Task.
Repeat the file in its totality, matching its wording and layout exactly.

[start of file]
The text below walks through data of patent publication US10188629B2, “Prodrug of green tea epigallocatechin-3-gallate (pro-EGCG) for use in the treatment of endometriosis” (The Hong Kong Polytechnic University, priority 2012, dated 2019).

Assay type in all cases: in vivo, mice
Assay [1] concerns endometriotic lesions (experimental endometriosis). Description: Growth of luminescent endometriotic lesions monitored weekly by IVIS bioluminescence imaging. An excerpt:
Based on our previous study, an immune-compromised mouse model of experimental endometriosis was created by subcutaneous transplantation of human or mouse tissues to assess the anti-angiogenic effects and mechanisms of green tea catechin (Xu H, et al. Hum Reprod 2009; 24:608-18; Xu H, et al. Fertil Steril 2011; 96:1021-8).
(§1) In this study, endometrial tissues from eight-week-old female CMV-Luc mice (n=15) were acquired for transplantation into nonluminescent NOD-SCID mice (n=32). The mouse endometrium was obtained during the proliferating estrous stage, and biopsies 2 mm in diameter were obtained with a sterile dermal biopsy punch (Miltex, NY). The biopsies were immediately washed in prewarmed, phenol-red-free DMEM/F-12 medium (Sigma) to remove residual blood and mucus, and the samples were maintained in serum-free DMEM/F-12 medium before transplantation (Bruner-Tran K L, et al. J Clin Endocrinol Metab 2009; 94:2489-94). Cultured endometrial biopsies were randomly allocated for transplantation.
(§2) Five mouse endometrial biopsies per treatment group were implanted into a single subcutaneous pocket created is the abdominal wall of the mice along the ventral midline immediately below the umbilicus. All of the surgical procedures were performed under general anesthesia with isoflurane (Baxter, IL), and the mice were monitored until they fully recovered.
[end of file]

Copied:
The text below walks through data of patent publication US10188629B2, “Prodrug of green tea epigallocatechin-3-gallate (pro-EGCG) for use in the treatment of endometriosis” (The Hong Kong Polytechnic University, priority 2012, dated 2019).

Assay type in all cases: in vivo, mice
Assay [1] concerns endometriotic lesions (experimental endometriosis). Description: Growth of luminescent endometriotic lesions monitored weekly by IVIS bioluminescence imaging. An excerpt:
Based on our previous study, an immune-compromised mouse model of experimental endometriosis was created by subcutaneous transplantation of human or mouse tissues to assess the anti-angiogenic effects and mechanisms of green tea catechin (Xu H, et al. Hum Reprod 2009; 24:608-18; Xu H, et al. Fertil Steril 2011; 96:1021-8).
(§1) In this study, endometrial tissues from eight-week-old female CMV-Luc mice (n=15) were acquired for transplantation into nonluminescent NOD-SCID mice (n=32). The mouse endometrium was obtained during the proliferating estrous stage, and biopsies 2 mm in diameter were obtained with a sterile dermal biopsy punch (Miltex, NY). The biopsies were immediately washed in prewarmed, phenol-red-free DMEM/F-12 medium (Sigma) to remove residual blood and mucus, and the samples were maintained in serum-free DMEM/F-12 medium before transplantation (Bruner-Tran K L, et al. J Clin Endocrinol Metab 2009; 94:2489-94). Cultured endometrial biopsies were randomly allocated for transplantation.
(§2) Five mouse endometrial biopsies per treatment group were implanted into a single subcutaneous pocket created is the abdominal wall of the mice along the ventral midline immediately below the umbilicus. All of the surgical procedures were performed under general anesthesia with isoflurane (Baxter, IL), and the mice were monitored until they fully recovered.